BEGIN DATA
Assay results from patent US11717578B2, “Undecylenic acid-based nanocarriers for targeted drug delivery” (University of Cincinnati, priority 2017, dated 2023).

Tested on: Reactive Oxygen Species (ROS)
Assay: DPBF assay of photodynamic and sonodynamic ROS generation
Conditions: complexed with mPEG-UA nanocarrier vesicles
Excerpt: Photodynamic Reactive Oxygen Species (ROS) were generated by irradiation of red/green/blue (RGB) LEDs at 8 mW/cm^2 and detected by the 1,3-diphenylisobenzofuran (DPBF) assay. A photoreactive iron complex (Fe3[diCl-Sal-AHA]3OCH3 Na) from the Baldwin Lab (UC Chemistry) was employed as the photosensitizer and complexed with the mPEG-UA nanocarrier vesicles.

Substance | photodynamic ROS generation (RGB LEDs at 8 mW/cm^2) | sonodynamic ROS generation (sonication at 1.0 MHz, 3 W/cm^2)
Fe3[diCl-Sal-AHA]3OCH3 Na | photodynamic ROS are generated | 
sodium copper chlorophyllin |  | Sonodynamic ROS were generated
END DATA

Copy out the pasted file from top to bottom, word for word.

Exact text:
Assay results from patent US11717578B2, “Undecylenic acid-based nanocarriers for targeted drug delivery” (University of Cincinnati, priority 2017, dated 2023).

Tested on: Reactive Oxygen Species (ROS)
Assay: DPBF assay of photodynamic and sonodynamic ROS generation
Conditions: complexed with mPEG-UA nanocarrier vesicles
Excerpt: Photodynamic Reactive Oxygen Species (ROS) were generated by irradiation of red/green/blue (RGB) LEDs at 8 mW/cm^2 and detected by the 1,3-diphenylisobenzofuran (DPBF) assay. A photoreactive iron complex (Fe3[diCl-Sal-AHA]3OCH3 Na) from the Baldwin Lab (UC Chemistry) was employed as the photosensitizer and complexed with the mPEG-UA nanocarrier vesicles.

Substance | photodynamic ROS generation (RGB LEDs at 8 mW/cm^2) | sonodynamic ROS generation (sonication at 1.0 MHz, 3 W/cm^2)
Fe3[diCl-Sal-AHA]3OCH3 Na | photodynamic ROS are generated | 
sodium copper chlorophyllin |  | Sonodynamic ROS were generated